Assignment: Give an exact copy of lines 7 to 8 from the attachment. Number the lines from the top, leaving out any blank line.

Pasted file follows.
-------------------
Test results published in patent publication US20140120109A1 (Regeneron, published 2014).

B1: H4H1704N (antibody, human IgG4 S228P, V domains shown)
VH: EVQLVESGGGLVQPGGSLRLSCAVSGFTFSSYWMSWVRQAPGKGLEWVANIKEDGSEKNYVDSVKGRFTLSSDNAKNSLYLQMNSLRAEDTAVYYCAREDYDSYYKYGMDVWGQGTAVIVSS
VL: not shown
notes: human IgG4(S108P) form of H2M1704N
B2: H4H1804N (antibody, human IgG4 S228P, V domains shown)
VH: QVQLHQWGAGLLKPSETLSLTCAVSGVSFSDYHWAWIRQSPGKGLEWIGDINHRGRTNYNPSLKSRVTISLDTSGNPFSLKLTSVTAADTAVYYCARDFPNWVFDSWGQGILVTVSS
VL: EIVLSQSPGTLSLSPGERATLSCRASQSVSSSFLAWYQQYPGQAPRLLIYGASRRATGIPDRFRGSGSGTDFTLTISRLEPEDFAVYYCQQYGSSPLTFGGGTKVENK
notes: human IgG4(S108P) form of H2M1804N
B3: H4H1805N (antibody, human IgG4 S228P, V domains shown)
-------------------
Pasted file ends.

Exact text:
VH: QVQLHQWGAGLLKPSETLSLTCAVSGVSFSDYHWAWIRQSPGKGLEWIGDINHRGRTNYNPSLKSRVTISLDTSGNPFSLKLTSVTAADTAVYYCARDFPNWVFDSWGQGILVTVSS
VL: EIVLSQSPGTLSLSPGERATLSCRASQSVSSSFLAWYQQYPGQAPRLLIYGASRRATGIPDRFRGSGSGTDFTLTISRLEPEDFAVYYCQQYGSSPLTFGGGTKVENK